Nursing major Adrienne Dudla RSC ’18 spent the first week of June 2017 in Oceanside, California, at the highly selective Leadership & Education Program for Students in Integrative Medicine. Dudla was one of only 20 – and one of the few undergraduates – accepted to the program that attracts medical and health sciences students from the nation’s best schools.
Integrative medicine is often defined as “an approach to care that … addresses the full range of physical, emotional, mental, social, spiritual and environmental influences that affect a person’s health.” It is informed by evidence and may include conventional medicine combined with chiropractic care, mind/body/spirit practices and more.
“My interest in integrative medicine stems from my beliefs about how I think an individual should be treated,” said Dudla. “I believe that if there’s a therapy that can heal our patients without the use of prescription medications or invasive surgeries, these should be practiced first. We’re taught since day one of nursing school to intervene using the least invasive [before] the most invasive procedures.” Dudla said highlights from LEAPS included daily lectures from medical school professors and medical doctors as well as the gardens at the Old Mission at San Luis Rey retreat center, where the program was held. “We were encouraged to take short breaks to enjoy the beauty of the environment,” she said. “I feel like often we are so tied to our daily routines, we forget what’s right in front of us.”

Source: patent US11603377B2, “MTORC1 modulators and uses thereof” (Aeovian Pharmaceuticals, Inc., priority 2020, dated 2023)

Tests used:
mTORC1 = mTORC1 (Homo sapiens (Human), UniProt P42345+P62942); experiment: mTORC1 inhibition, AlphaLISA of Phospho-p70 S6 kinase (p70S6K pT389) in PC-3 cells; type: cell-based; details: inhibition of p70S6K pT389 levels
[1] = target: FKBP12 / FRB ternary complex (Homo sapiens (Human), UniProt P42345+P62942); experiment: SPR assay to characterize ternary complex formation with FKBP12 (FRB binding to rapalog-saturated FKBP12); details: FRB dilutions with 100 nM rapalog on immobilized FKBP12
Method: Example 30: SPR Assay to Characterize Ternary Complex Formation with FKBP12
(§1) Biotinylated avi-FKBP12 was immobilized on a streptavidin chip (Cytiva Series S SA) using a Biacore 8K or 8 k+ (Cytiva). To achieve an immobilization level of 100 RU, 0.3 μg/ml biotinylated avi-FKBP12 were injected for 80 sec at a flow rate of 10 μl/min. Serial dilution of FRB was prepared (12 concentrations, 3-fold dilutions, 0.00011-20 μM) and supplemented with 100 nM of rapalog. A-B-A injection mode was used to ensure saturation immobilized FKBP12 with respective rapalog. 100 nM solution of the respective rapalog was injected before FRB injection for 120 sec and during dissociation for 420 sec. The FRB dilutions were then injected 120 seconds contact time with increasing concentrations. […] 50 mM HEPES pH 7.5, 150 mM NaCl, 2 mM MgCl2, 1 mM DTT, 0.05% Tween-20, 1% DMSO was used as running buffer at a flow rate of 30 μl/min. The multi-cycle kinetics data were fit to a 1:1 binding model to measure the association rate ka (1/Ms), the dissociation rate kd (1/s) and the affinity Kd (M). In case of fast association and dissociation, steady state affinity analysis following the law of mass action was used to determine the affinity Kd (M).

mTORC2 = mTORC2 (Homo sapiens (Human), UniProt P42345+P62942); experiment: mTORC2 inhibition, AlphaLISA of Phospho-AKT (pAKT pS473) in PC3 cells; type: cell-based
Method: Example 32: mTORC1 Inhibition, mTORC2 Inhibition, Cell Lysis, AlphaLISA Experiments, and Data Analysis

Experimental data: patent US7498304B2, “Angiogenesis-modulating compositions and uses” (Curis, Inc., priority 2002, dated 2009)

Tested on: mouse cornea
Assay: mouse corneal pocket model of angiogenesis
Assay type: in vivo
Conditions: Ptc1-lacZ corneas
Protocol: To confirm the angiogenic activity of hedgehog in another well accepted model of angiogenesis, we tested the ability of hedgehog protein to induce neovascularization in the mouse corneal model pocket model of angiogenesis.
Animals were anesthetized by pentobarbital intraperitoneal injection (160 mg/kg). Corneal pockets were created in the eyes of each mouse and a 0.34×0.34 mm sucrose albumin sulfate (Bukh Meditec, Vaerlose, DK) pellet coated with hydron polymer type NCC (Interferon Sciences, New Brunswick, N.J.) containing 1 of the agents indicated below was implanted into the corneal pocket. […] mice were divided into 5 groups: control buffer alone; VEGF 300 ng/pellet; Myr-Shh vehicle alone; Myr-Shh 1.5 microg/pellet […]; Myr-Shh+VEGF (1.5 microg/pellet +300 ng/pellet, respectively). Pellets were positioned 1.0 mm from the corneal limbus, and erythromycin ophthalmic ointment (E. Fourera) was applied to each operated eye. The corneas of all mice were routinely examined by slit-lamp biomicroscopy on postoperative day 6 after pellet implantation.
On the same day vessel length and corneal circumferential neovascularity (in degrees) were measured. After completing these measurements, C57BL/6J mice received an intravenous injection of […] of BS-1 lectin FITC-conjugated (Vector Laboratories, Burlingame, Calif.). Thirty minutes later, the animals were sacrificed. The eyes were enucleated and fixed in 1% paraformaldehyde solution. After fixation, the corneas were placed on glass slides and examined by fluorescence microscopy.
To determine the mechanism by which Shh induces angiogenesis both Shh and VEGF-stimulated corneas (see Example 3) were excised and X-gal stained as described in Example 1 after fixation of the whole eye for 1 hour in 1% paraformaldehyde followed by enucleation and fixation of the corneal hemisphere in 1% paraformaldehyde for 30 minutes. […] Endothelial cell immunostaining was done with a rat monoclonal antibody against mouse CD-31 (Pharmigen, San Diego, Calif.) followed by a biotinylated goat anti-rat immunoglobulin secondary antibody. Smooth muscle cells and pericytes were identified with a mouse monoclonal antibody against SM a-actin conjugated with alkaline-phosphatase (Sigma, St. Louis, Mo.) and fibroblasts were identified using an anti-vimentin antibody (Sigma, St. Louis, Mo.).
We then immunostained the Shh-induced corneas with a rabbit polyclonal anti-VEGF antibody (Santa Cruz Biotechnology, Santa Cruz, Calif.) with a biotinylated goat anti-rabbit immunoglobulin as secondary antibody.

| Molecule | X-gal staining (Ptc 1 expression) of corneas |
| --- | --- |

Before she left for LEAPS, Dudla proposed and gained funding for an integrative medicine club at Sage, to host guest speakers and activities like cooking classes and meditation instruction – perhaps even mindfulness experiences in Russell Sage College’s peaceful gardens and courtyards.
“Nursing school has been one of my biggest challenges, yet a rewarding one,” said Dudla, who works as a home health aide and volunteers with a hospice residence and at a program that supports grieving children while she attends Russell Sage. After earning her BSN, she looks forward to pursuing a graduate degree in the health sciences and a position that will allow her to combine her passion for healing and her determination under pressure. “I want to specialize in trauma and ER,” she said. “I would love to be a flight nurse and travel all up and down the coast of California.”
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